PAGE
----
A Positive Outlook on Life Despite Life’s Challenges

Before Tracy came to Goodwill of the Great Plains she was living in Eastern Iowa where she was battling Breast Cancer. She knew that she wanted to be closer to family, so she moved back to Sioux City. There were challenges that Tracy was facing after she had fought Breast Cancer which included needing time off for doctor’s visits and having a more flexible schedule. She knew that she needed to find a position that would help support her during this time. She applied for a job at Goodwill and they were flexible around her schedule for doctor’s appointments.

Positivity and lifting people up has been one of the lessons that Tracy has learned during her life especially after battling Breast Cancer. She carries her uplifting spirit to other people whether they are co-workers or customers. One of the ways that Tracy has a positive impact on her co-workers is through her inspirational quote board. There are quotes about team work and it is just a way that spread positive thinking in the work area. She says, “It has helped team work in the back area since the inspiration board has been posted.” Tracy has been with Goodwill for a year and a half and has achieved a lot during this time which has included to being promoted to Key Holder within 6 months after she started, becoming CPR certified, and completing the Sky’s the Limit leadership training program.  Tracy said, “Sky’s the Limit pushed you to your goals and taught you how to work with people.” Tracy loves what Goodwill stands for and wouldn’t want to work anywhere else. “I love the job, I love what I am doing, and I don’t want to go anywhere else,” Tracy stated with a big smile on her face.

Phillip’s Purpose Found in Helping Others

Phillip has come a long way since he first started in the Pre-Vocational job training program. “At first, I was struggling with my job tasks,” says Phillip. However, since he was open to suggestions and change Phillip has progressed through the job training program and is now more independent and confident in his job. Phillip said, “I started in the balers, and then moved on to Contracts working with the nuts and bolts. Currently, I do janitorial work in the Retail Store and Support Center. I am willing to help anyone who needs help.” Phillip loves that Goodwill is about working together for a greater good. Phillip said that what he likes most about Goodwill is that “We serve people in the community and they are willing to go out and take the extra step for people in need.” 

Katie’s Significant Life Change

“I was struggling,” Katie admitted to herself after hitting a low point in her life. She had been dealing with mental health issues and depression due to a loss in her family, and as a result, missing scheduled shifts at her job. Katie felt like she really didn’t know what to do. She had bills to pay for which included car payments and child support. Katie knew that she needed to do something and make a life change. Katie came to Goodwill and entered the Pre-Vocational Program. She started at the retail store and made such significant progress that she was able to move on and work at Marshalls. One of the achievements that Katie is most proud of is keeping the job and coming into work on-time. “Goodwill has helped me become a success and my self-esteem has improved since I have been with Goodwill,” Katie said. Some of Katie’s goals for the future is to work on the register and be able to stock items onto the retail floor.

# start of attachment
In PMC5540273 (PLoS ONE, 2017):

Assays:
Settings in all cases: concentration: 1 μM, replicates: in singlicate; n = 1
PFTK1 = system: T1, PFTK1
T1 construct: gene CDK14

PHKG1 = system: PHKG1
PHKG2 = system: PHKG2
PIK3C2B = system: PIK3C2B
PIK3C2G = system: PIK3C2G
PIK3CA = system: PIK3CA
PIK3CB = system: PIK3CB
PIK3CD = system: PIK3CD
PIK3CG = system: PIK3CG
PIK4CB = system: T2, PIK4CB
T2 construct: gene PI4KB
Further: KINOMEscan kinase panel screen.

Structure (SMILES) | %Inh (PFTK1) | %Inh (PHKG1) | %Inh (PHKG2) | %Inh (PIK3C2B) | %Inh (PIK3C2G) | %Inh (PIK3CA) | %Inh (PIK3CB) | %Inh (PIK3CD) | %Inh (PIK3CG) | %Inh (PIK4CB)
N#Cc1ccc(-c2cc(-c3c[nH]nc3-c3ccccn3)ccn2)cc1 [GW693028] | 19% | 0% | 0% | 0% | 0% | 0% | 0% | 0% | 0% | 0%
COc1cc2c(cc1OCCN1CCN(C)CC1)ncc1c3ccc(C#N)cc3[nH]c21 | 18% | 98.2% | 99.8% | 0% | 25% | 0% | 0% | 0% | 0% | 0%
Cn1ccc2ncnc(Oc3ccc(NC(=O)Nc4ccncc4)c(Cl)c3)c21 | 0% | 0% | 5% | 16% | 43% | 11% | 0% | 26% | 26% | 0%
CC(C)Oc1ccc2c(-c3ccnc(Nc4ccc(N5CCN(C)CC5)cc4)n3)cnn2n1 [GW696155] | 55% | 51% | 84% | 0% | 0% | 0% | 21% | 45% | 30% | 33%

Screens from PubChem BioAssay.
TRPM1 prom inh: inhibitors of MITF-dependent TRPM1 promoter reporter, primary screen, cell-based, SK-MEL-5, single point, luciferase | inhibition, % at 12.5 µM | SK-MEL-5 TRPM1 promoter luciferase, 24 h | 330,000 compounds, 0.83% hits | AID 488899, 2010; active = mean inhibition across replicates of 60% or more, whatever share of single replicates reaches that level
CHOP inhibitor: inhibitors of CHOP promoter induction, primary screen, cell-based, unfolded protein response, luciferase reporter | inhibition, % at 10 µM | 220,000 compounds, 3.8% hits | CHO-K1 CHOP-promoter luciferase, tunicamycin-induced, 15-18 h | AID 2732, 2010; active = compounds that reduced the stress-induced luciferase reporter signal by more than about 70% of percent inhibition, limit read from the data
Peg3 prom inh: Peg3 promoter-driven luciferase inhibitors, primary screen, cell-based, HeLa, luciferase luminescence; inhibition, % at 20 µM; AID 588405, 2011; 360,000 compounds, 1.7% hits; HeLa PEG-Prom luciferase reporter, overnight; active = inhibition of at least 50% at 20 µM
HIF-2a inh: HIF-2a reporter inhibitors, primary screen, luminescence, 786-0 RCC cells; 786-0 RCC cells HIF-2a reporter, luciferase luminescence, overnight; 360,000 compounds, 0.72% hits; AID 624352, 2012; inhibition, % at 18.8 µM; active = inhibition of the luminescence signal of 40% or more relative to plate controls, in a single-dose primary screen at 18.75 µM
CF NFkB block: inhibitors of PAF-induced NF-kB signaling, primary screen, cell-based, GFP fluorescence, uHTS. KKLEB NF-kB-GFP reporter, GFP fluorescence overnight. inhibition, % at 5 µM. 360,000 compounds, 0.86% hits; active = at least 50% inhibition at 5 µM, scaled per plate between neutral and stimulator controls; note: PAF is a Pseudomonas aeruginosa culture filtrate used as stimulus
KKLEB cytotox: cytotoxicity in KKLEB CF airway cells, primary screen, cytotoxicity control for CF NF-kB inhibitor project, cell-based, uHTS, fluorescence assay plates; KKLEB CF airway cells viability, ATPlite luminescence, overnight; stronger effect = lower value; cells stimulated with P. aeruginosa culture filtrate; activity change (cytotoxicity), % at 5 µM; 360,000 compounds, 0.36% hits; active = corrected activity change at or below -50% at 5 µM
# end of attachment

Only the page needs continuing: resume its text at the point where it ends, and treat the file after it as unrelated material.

Start Your New Year Job Search the Right Way

As we turn the page to a new year, some of resolve to eat better, lose weight, give up bad habits… and some resolve to land a new job in the coming year.

While I can’t help those other areas, I can offer tips if you’re planning to step out into the job market in 2019.

What’s changed since the last time you looked for work?  I guess that depends on how long it’s been since you looked around.  Technology has heavily impacted how people learn of, apply to, and interview for positions.

You’ll want to become familiar with job sites such as Indeed, Monster, Career Builder and others.  LinkedIn has many jobs listed, too, but it also serves as the primary social medium platform for professionals in a job search – so much so that I host a weekly LinkedIn workshop to ensure my program’s clients are fully utilizing it in their searches.

Be aware you’ll need to customize your resume based on the job for which you’re applying.  Gone are the days with a one-size-fits-all resume where you use only your cover letter to show why you’re a fit.  Yes, you should still write a cover letter, just be aware the employer likely won’t read it unless they like your resume.

Customizing your resume means incorporating the key words (functions, processes, acronyms, jargon) mentioned in the job description and/or qualifications.  Of course, do it only if you’re being truthful.  Make sure to cite your accomplishments, quantifying them where possible.

Technical skills have taken on a much greater role in someone being able to perform their job.

The days of someone without technical skills being able to support themselves, much less support a family, are largely gone.  Does this mean you have to go back for a college degree?  Not necessarily.  But it may mean you’ll need to upgrade your computer or other skills.  Our workplace is changing.  It’s important you keep your tech skills up to date.